No decision made during city council meeting with RRHA; evictions set to resume

Agency asked to report back in a few weeks
Monday The Richmond City council members met with the RRHA to weigh into the issue of public...
Monday The Richmond City council members met with the RRHA to weigh into the issue of public housing evictions.(Richmond Redevelopment and Housing Authority)
Published: Jan. 11, 2022 at 1:43 AM EST|Updated: Jan. 11, 2022 at 7:24 AM EST
Email This Link
Share on Pinterest
Share on LinkedIn

RICHMOND, Va. (WWBT) - During a Richmond City Council meeting Monday, the Richmond Redevelopment Housing Authority, or RRHA, said it had no choice but to restart evictions.

Last month, the public housing agency sent letters to families in the city owing more than $1,000, notifying them that the lease enforcement moratorium was ending.

During the meeting, RRHA showed a presentation explaining its lease enforcement criteria.


  • Unlawful Detainer: The earliest possible date that RRHA can file an unlawful detainer for nonpayment is early to mid-February (30 calendar days from the date of the termination notice).
  • Court Hearing: Once filed, the court will likely not hear the case until some time in mid to late March; the case could also be continued for several more months.
  • Order of Possession: If the Court grants RRHA an order of possession, it will be at least another 15 days before the Sheriff executes that order.
  • Still Able to Pay: Throughout this process, RRHA families will still be able to pay their balance, which will stop the lease enforcement process and keep them housed.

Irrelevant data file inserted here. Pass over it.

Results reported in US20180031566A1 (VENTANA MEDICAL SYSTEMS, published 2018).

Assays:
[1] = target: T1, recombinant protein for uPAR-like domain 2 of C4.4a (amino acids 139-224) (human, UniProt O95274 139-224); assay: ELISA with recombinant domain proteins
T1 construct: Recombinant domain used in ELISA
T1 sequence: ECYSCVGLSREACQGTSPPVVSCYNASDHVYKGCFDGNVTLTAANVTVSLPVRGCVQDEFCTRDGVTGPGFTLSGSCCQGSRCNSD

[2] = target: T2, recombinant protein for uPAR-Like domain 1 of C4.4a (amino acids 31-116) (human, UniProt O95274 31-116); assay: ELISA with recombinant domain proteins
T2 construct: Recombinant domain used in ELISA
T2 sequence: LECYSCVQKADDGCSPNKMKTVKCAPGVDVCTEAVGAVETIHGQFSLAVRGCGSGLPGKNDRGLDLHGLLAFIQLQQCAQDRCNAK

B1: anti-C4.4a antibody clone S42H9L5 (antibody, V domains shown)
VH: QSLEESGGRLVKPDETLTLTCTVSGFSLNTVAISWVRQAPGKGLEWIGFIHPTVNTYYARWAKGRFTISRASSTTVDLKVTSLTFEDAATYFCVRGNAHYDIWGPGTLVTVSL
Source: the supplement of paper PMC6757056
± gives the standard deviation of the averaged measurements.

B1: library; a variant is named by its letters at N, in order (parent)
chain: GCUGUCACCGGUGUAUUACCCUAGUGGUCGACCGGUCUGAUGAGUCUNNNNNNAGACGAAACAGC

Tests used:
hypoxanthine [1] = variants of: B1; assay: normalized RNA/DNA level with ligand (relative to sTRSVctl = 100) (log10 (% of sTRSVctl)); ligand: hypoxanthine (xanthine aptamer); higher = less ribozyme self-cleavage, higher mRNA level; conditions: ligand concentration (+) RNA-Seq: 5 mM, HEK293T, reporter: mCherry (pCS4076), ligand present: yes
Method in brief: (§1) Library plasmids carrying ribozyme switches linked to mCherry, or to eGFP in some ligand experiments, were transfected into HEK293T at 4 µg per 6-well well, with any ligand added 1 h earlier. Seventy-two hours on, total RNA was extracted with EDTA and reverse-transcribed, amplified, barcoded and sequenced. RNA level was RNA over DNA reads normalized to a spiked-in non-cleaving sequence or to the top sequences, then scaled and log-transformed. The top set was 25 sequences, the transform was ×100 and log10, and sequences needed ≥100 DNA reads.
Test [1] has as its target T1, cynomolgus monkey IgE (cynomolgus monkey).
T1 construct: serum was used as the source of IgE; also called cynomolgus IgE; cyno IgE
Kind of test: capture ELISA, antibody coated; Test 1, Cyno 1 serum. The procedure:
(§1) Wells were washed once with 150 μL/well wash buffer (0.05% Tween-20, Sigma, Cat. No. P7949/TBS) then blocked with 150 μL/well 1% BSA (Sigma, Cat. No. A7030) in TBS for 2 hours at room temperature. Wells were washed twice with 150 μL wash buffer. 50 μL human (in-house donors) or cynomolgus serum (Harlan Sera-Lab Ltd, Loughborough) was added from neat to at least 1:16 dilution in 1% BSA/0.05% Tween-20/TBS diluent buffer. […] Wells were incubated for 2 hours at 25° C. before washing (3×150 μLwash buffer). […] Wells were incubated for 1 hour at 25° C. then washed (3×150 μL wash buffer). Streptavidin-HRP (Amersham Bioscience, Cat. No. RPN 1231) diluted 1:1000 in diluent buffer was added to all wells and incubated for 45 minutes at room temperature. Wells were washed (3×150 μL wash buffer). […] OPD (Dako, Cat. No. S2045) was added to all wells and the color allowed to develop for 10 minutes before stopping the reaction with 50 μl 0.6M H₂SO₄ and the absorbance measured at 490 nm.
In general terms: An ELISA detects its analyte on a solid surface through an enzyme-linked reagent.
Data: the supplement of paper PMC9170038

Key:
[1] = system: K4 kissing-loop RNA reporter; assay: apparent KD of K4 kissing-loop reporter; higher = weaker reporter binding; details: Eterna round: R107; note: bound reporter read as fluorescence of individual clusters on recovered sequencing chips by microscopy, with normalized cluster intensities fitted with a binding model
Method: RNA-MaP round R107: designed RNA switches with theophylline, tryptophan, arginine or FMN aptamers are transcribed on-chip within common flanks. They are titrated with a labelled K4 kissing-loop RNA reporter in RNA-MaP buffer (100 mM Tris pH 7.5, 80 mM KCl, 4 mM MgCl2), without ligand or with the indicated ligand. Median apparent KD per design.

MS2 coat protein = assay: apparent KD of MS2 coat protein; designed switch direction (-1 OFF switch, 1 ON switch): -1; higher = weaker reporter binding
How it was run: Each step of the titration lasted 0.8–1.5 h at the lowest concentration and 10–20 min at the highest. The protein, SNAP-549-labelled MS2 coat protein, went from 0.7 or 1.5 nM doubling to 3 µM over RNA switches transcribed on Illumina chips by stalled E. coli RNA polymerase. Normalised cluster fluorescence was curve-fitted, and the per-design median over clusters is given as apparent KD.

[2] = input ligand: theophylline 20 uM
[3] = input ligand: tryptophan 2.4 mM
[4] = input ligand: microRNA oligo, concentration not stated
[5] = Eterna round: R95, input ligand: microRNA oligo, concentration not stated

The RRHA says rent is due at the first of each month and is considered late after eight days, at which point the fees are added to unpaid balances. The agency says the 30-day termination notices were sent as early as Sunday, Jan. 11.

According to the RRHA, it’s estimated that there are over 2,500 households behind on rent, and more than 1,000 families could be displaced.

But some members of the community are demanding another moratorium. Many educators in the city fear the long-term impact this could have on school-aged children already dealing with education during the pandemic.

Recently, community members helped launch a petition to block evictions of Richmond Public School students. Currently, the petition has more than 700 signatures.

Last year, RRHA launched an outreach program called ‘Come Current,’ which consisted of going door-to-door and speaking with families who are currently behind on rent.

The RHHA says the goal is to work with as many households as possible on an individual basis to prevent families from being displaced. They say no one will be kicked out for owing less than $50.

After the presentation, no decision was made by city council on stopping evictions from taking place. The council asked for RRHA to report back in a few weeks to discuss how it could potentially work with the agency on solutions that would keep more families in their homes.

“I believe we need a more definitive solution by the Administration and a commitment from RRHA that families won’t be displaced,” said 9th District City Councilman Mike Jones.

Copyright 2022 WWBT. All rights reserved.

Send it to 12 here.

Want NBC12’s top stories in your inbox each morning? Subscribe here.